If you have any trips booked in the next few months, postpone them instead of canceling them outright. The destinations you were intending to visit will need your goodwill later on down the road. On the same note, consider planning a trip now for the future. Some experiences need to be booked really early anyway; expeditions to Antarctica, for instance, fill up 12 to 18 months in advance.
Connect with your neighbors
Put an hour into your schedule every day to call or video chat with family and friends, or to reconnect with old pals. It’ll make them—and you—feel better. You might also call around to local children’s hospitals or senior centers to see if they need phone buddies. A nursing home in Texas is asking people to send letters, artwork, and photos to keep their residents’ spirits up.
Or you could do errands for those who are unable to do them on their own. In New York, some Yale students created Invisible Hands, a free volunteer-run delivery service: Sign up and you will be contacted to carry out simple tasks, like picking up groceries or prescriptions, and then leave them outside the recipient’s door to limit interactions. Nextdoor (iPhone, Android) is an app that serves a similar purpose. It was originally used by neighbors as a bulletin board to announce garage sales, lost pets and the like, but it has been repurposed to aid during the current situation by connecting volunteers with neighbors who need various tasks or information, like childcare resources or delivery runs. Just like with other social media, you create a profile, and then you add some info about your availability. Those in need of assistance can then contact you through the app.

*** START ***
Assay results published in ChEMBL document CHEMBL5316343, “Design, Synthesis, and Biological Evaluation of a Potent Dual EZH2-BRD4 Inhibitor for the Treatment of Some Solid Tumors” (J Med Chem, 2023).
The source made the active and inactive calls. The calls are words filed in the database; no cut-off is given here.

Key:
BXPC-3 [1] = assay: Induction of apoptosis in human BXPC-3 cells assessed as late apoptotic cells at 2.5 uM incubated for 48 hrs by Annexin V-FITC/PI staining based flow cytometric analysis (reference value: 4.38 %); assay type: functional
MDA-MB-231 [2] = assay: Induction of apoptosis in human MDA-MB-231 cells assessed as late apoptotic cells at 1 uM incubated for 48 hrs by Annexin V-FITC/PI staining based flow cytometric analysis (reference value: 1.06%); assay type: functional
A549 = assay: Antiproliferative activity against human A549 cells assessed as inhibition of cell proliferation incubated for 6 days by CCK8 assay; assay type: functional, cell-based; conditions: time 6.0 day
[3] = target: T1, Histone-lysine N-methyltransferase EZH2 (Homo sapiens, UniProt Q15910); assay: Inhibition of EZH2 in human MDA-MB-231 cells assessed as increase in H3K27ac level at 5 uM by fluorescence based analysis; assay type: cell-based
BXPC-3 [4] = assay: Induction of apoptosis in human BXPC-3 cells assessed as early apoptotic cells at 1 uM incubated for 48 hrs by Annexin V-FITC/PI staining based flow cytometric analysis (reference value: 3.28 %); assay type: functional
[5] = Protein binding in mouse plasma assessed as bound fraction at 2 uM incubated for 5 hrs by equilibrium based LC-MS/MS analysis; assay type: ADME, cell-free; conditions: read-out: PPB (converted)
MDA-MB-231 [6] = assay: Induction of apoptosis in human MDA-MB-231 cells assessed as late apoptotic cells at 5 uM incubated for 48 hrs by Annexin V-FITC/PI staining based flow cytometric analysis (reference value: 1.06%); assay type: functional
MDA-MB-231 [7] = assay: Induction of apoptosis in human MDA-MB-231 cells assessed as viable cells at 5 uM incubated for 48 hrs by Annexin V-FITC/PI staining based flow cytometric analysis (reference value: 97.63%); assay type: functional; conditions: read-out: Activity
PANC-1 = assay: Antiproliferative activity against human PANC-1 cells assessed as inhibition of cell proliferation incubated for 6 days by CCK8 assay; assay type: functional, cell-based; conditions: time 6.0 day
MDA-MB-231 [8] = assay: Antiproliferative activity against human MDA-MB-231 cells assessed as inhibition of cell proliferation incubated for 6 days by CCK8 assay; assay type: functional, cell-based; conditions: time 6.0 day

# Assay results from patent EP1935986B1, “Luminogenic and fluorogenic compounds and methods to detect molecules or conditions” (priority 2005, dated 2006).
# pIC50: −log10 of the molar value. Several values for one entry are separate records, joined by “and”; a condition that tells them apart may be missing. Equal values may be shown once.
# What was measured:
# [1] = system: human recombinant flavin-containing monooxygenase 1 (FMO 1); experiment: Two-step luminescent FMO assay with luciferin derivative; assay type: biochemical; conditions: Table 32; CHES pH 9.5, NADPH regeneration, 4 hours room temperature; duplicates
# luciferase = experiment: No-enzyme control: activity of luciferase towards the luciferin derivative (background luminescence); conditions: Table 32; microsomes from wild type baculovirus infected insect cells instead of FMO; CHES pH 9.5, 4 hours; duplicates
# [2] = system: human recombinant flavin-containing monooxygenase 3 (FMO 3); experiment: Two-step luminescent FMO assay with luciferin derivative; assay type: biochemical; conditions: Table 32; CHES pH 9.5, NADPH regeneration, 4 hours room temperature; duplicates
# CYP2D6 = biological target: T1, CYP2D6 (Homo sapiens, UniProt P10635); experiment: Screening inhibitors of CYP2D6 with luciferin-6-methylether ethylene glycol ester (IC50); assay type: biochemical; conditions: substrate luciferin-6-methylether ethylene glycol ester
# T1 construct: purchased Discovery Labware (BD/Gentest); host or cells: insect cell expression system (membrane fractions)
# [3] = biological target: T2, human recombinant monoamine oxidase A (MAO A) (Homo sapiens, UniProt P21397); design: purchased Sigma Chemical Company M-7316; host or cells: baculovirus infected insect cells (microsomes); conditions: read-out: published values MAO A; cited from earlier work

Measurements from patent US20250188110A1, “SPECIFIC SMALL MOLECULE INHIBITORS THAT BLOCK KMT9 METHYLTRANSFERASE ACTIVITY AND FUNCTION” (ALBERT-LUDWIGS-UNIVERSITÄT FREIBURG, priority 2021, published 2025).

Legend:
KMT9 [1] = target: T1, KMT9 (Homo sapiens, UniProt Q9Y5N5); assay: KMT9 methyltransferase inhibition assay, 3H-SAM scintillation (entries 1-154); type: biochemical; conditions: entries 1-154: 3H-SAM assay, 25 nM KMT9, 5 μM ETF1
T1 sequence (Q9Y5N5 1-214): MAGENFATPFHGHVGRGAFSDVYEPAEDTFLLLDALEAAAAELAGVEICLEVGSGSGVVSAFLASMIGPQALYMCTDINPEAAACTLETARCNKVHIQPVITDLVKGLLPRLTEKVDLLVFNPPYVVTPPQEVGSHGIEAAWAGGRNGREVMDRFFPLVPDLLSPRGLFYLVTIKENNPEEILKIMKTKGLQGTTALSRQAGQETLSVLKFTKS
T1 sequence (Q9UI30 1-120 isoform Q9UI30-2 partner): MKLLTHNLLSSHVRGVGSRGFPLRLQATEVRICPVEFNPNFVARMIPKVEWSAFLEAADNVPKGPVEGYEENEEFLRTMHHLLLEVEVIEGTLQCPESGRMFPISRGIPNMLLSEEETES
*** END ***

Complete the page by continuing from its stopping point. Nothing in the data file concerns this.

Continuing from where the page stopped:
In a few Brooklyn neighborhoods, families have come up with a creative way to help their kids stay in touch with each other: They’ve started putting rainbow drawings in their windows. Since kids can’t visit their friends in person, they can look for these rainbows in friends’ windows as they go on family walks, making a kind of I Spy game throughout the area. There’s even a Rainbow Map.
One of our readers pointed out that religious and spiritual centers are a source of support now too. “This is a good time to connect to the spiritual,” she said. “Communities of faith are doing huge outreach with online services and volunteers connecting people and doing errands etc.”